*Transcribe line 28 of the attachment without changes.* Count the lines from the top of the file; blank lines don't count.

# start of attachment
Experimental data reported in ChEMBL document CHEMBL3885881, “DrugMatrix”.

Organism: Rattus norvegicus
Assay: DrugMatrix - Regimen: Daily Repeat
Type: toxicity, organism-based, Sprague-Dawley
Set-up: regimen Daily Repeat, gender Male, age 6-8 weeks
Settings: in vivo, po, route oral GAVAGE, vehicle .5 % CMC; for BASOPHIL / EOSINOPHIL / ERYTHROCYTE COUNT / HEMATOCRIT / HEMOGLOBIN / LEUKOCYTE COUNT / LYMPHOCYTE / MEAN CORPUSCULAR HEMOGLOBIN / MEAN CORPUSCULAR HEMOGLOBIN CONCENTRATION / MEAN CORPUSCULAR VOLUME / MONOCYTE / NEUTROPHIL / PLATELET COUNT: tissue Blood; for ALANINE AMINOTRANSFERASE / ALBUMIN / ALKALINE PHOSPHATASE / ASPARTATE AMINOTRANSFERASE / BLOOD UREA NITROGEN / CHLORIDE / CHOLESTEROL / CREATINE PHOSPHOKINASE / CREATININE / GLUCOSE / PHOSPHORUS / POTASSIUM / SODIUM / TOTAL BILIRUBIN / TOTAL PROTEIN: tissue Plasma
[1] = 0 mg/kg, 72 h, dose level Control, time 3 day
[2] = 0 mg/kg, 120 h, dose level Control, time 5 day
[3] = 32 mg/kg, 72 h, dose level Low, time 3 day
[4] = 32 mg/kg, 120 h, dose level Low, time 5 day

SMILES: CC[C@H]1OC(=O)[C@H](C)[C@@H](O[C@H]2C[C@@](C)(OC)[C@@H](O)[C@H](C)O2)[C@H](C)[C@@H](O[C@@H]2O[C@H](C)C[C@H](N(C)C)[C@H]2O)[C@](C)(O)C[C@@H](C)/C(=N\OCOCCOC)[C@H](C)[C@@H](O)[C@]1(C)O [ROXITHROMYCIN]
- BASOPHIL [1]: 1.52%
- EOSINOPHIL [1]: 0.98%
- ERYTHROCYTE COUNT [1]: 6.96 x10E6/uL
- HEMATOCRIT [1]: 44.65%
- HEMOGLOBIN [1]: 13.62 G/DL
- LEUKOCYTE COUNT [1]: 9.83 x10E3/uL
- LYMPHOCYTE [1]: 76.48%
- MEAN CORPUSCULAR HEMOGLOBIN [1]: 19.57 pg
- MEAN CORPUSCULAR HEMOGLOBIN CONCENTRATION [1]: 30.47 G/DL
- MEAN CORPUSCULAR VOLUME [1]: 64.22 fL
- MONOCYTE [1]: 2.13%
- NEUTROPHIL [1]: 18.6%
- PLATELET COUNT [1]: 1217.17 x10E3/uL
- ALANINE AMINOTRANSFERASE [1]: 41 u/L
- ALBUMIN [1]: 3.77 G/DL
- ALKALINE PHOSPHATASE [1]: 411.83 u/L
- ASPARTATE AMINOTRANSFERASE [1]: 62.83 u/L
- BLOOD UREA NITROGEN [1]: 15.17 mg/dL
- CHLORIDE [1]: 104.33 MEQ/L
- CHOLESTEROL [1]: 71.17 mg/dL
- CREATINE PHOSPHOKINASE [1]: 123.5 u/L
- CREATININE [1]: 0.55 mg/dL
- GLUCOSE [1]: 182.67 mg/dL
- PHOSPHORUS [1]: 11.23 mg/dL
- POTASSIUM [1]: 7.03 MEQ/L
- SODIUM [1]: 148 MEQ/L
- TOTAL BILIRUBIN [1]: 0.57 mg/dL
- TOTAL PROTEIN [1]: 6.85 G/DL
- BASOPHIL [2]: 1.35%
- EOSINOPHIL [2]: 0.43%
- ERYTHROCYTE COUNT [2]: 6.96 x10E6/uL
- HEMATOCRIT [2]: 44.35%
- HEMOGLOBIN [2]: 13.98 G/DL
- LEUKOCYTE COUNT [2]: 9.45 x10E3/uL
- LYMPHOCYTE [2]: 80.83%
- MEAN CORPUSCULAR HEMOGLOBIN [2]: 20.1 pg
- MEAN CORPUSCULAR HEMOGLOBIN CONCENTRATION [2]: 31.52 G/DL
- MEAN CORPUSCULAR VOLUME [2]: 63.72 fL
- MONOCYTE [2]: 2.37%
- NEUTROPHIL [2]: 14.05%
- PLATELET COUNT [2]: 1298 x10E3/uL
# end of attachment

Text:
- ASPARTATE AMINOTRANSFERASE [1]: 62.83 u/L